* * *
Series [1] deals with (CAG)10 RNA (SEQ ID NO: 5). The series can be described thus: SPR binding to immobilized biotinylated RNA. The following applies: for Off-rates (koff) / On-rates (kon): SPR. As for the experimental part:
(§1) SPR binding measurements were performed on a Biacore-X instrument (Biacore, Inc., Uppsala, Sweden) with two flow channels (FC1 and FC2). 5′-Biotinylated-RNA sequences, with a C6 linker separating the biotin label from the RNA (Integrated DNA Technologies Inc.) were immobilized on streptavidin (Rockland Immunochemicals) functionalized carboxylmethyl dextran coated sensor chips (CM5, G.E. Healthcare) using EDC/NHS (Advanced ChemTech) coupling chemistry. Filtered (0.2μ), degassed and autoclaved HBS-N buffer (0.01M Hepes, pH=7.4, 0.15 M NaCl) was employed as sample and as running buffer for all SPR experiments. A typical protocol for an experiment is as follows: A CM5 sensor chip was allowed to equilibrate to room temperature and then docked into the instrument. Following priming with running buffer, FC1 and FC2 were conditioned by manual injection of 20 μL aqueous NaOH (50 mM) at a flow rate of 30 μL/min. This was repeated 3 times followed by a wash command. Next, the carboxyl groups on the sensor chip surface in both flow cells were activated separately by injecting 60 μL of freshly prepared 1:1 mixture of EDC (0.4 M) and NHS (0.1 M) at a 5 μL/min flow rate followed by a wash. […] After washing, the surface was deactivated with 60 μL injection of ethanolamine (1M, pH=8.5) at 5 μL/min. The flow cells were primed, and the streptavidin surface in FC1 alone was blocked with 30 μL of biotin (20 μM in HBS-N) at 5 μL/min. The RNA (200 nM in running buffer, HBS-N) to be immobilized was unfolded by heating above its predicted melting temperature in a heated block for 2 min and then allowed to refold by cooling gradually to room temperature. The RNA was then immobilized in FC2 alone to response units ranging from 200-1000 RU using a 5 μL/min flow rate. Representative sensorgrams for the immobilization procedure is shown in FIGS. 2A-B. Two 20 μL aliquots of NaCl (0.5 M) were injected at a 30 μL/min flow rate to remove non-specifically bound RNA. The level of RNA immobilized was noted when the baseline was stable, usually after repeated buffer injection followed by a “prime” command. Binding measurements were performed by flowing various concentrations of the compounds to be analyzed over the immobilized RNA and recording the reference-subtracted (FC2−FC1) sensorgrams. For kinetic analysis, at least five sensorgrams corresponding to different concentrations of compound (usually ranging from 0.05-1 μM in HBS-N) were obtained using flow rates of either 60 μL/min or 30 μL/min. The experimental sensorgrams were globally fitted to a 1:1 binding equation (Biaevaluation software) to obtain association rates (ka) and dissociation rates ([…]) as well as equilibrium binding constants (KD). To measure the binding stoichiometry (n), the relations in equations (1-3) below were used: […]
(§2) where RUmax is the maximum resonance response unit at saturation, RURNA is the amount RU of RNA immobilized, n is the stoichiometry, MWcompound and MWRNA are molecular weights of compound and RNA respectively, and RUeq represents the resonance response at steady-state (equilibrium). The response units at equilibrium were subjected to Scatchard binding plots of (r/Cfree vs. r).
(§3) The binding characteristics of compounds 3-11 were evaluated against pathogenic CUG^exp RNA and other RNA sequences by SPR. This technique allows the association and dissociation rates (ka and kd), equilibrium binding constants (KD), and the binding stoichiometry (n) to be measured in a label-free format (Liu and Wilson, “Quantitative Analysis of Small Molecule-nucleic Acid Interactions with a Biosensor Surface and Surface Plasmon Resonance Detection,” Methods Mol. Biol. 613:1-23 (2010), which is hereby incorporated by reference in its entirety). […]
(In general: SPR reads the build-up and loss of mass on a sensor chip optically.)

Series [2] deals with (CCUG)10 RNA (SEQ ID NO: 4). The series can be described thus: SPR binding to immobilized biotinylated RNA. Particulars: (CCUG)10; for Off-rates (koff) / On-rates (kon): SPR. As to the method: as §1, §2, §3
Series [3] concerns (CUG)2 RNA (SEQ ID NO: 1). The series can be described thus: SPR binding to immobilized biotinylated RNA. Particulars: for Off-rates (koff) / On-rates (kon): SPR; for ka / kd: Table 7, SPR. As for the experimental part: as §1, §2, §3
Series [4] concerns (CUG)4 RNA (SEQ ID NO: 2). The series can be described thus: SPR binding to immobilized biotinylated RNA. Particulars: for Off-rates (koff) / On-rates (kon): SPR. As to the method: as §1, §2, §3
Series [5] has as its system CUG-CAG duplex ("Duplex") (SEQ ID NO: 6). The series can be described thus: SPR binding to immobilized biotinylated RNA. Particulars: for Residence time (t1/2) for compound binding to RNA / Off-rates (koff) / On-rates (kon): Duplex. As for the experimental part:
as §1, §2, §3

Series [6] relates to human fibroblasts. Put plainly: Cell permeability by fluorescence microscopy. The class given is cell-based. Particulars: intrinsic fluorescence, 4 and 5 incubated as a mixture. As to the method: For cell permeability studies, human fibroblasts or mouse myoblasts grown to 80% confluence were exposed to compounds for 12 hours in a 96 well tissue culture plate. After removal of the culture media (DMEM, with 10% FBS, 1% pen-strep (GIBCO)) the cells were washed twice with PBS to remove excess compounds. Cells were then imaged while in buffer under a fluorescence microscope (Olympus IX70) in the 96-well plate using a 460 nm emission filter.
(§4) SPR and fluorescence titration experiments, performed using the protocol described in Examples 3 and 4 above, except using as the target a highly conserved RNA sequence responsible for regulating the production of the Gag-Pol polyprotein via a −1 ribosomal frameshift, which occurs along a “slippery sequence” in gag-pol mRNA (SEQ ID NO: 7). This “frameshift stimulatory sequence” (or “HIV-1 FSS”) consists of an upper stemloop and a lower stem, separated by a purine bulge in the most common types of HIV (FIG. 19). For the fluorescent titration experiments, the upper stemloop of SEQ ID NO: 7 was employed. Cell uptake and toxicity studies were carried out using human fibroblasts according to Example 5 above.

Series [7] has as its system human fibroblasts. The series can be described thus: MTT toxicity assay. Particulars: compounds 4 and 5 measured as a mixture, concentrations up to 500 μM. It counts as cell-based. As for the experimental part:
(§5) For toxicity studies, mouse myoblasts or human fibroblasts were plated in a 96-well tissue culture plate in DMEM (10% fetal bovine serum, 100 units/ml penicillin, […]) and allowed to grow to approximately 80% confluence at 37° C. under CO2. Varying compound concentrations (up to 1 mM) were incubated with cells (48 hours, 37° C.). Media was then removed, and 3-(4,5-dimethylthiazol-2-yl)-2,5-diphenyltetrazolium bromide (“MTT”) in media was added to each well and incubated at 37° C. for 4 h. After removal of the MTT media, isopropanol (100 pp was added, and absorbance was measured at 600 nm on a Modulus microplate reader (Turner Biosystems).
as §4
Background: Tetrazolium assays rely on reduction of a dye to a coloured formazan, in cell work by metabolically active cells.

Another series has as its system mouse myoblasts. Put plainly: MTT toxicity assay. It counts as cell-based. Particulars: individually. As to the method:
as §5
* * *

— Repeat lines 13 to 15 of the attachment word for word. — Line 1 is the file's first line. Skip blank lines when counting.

Series [7] has as its system human fibroblasts. The series can be described thus: MTT toxicity assay. Particulars: compounds 4 and 5 measured as a mixture, concentrations up to 500 μM. It counts as cell-based. As for the experimental part:
(§5) For toxicity studies, mouse myoblasts or human fibroblasts were plated in a 96-well tissue culture plate in DMEM (10% fetal bovine serum, 100 units/ml penicillin, […]) and allowed to grow to approximately 80% confluence at 37° C. under CO2. Varying compound concentrations (up to 1 mM) were incubated with cells (48 hours, 37° C.). Media was then removed, and 3-(4,5-dimethylthiazol-2-yl)-2,5-diphenyltetrazolium bromide (“MTT”) in media was added to each well and incubated at 37° C. for 4 h. After removal of the MTT media, isopropanol (100 pp was added, and absorbance was measured at 600 nm on a Modulus microplate reader (Turner Biosystems).
as §4